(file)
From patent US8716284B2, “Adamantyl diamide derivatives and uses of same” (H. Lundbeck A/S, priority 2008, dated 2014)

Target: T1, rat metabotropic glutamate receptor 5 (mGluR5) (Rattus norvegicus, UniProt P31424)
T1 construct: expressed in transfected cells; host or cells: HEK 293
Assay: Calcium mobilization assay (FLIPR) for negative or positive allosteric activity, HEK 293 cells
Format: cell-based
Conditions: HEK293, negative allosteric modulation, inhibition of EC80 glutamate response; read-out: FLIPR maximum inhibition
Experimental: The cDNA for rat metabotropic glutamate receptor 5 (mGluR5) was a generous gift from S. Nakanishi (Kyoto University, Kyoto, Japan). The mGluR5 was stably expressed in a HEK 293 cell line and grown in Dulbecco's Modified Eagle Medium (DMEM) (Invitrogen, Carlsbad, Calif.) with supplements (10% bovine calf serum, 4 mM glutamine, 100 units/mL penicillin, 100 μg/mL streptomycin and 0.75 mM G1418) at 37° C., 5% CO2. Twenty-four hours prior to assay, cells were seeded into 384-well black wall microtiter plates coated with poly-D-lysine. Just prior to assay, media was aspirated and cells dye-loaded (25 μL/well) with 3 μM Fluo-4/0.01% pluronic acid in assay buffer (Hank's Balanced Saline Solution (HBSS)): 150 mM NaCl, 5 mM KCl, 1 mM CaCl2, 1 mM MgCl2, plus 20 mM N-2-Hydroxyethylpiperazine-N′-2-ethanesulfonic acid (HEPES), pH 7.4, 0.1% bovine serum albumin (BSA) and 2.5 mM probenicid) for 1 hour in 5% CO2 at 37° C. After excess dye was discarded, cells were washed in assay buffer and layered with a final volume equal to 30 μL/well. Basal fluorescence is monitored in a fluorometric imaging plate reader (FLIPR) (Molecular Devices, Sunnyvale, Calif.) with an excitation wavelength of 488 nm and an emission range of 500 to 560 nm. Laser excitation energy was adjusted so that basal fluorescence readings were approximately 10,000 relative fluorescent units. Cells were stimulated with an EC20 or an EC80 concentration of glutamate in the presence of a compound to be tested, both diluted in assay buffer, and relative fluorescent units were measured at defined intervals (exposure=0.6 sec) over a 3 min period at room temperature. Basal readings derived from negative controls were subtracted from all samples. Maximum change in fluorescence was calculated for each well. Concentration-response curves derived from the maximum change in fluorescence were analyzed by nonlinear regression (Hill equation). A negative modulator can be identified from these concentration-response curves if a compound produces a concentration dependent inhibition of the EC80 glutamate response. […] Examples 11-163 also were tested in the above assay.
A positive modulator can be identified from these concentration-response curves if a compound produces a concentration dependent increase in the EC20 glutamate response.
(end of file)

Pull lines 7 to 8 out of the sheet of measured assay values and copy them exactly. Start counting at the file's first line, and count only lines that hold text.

Experimental: The cDNA for rat metabotropic glutamate receptor 5 (mGluR5) was a generous gift from S. Nakanishi (Kyoto University, Kyoto, Japan). The mGluR5 was stably expressed in a HEK 293 cell line and grown in Dulbecco's Modified Eagle Medium (DMEM) (Invitrogen, Carlsbad, Calif.) with supplements (10% bovine calf serum, 4 mM glutamine, 100 units/mL penicillin, 100 μg/mL streptomycin and 0.75 mM G1418) at 37° C., 5% CO2. Twenty-four hours prior to assay, cells were seeded into 384-well black wall microtiter plates coated with poly-D-lysine. Just prior to assay, media was aspirated and cells dye-loaded (25 μL/well) with 3 μM Fluo-4/0.01% pluronic acid in assay buffer (Hank's Balanced Saline Solution (HBSS)): 150 mM NaCl, 5 mM KCl, 1 mM CaCl2, 1 mM MgCl2, plus 20 mM N-2-Hydroxyethylpiperazine-N′-2-ethanesulfonic acid (HEPES), pH 7.4, 0.1% bovine serum albumin (BSA) and 2.5 mM probenicid) for 1 hour in 5% CO2 at 37° C. After excess dye was discarded, cells were washed in assay buffer and layered with a final volume equal to 30 μL/well. Basal fluorescence is monitored in a fluorometric imaging plate reader (FLIPR) (Molecular Devices, Sunnyvale, Calif.) with an excitation wavelength of 488 nm and an emission range of 500 to 560 nm. Laser excitation energy was adjusted so that basal fluorescence readings were approximately 10,000 relative fluorescent units. Cells were stimulated with an EC20 or an EC80 concentration of glutamate in the presence of a compound to be tested, both diluted in assay buffer, and relative fluorescent units were measured at defined intervals (exposure=0.6 sec) over a 3 min period at room temperature. Basal readings derived from negative controls were subtracted from all samples. Maximum change in fluorescence was calculated for each well. Concentration-response curves derived from the maximum change in fluorescence were analyzed by nonlinear regression (Hill equation). A negative modulator can be identified from these concentration-response curves if a compound produces a concentration dependent inhibition of the EC80 glutamate response. […] Examples 11-163 also were tested in the above assay.
A positive modulator can be identified from these concentration-response curves if a compound produces a concentration dependent increase in the EC20 glutamate response.